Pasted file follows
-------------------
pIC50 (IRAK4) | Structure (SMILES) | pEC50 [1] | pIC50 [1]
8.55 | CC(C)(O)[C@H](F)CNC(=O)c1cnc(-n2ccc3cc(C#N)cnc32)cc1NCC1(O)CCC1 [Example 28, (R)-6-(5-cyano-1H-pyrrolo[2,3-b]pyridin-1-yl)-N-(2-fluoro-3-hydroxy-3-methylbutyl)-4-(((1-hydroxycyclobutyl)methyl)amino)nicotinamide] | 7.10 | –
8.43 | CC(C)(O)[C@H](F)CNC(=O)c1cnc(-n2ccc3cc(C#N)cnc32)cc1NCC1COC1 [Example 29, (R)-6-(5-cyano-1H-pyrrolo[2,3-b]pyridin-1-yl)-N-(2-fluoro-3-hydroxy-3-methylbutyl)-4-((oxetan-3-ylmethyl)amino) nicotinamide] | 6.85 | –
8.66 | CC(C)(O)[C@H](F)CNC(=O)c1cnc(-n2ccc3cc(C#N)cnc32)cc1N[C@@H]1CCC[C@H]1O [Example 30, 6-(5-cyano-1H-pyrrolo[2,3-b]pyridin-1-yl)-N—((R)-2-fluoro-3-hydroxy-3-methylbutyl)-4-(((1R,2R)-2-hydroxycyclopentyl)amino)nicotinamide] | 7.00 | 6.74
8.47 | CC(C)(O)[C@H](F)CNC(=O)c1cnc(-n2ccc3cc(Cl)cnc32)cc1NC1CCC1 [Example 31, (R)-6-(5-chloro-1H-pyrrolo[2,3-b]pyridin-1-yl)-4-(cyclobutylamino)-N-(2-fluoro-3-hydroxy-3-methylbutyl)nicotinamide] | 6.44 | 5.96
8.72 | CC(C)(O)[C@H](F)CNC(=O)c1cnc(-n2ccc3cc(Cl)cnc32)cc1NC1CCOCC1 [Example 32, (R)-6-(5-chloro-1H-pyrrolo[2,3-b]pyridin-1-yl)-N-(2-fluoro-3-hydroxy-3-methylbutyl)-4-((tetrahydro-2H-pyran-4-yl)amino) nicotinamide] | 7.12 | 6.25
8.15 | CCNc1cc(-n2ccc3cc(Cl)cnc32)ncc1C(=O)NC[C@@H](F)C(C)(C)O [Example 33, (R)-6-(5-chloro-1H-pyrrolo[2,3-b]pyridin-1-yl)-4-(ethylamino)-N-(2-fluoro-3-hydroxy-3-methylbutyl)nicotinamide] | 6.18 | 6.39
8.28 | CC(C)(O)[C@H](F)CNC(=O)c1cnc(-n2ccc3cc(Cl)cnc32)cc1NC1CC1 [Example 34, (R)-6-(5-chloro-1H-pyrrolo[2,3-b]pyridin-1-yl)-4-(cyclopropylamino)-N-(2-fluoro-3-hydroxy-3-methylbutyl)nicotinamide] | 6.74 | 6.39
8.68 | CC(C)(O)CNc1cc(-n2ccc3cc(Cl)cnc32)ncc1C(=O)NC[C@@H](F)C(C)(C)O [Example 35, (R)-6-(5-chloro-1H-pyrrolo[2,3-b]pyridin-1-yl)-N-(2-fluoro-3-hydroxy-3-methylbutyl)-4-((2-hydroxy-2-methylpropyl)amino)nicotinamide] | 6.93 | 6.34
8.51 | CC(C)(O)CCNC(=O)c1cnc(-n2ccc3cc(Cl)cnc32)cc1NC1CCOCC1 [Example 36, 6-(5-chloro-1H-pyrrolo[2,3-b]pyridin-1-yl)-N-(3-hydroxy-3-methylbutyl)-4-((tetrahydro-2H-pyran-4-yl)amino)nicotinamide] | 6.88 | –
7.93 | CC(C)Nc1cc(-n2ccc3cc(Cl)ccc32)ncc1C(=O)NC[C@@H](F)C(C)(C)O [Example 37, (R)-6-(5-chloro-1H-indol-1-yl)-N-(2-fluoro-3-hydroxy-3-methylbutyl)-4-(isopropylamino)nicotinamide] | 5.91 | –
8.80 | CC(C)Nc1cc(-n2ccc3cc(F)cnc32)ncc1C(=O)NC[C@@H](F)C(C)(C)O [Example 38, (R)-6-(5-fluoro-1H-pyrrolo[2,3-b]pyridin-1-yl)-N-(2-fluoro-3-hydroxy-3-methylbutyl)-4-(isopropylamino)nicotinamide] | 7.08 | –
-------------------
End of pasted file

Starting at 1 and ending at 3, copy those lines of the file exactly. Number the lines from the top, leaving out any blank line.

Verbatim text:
pIC50 (IRAK4) | Structure (SMILES) | pEC50 [1] | pIC50 [1]
8.55 | CC(C)(O)[C@H](F)CNC(=O)c1cnc(-n2ccc3cc(C#N)cnc32)cc1NCC1(O)CCC1 [Example 28, (R)-6-(5-cyano-1H-pyrrolo[2,3-b]pyridin-1-yl)-N-(2-fluoro-3-hydroxy-3-methylbutyl)-4-(((1-hydroxycyclobutyl)methyl)amino)nicotinamide] | 7.10 | –
8.43 | CC(C)(O)[C@H](F)CNC(=O)c1cnc(-n2ccc3cc(C#N)cnc32)cc1NCC1COC1 [Example 29, (R)-6-(5-cyano-1H-pyrrolo[2,3-b]pyridin-1-yl)-N-(2-fluoro-3-hydroxy-3-methylbutyl)-4-((oxetan-3-ylmethyl)amino) nicotinamide] | 6.85 | –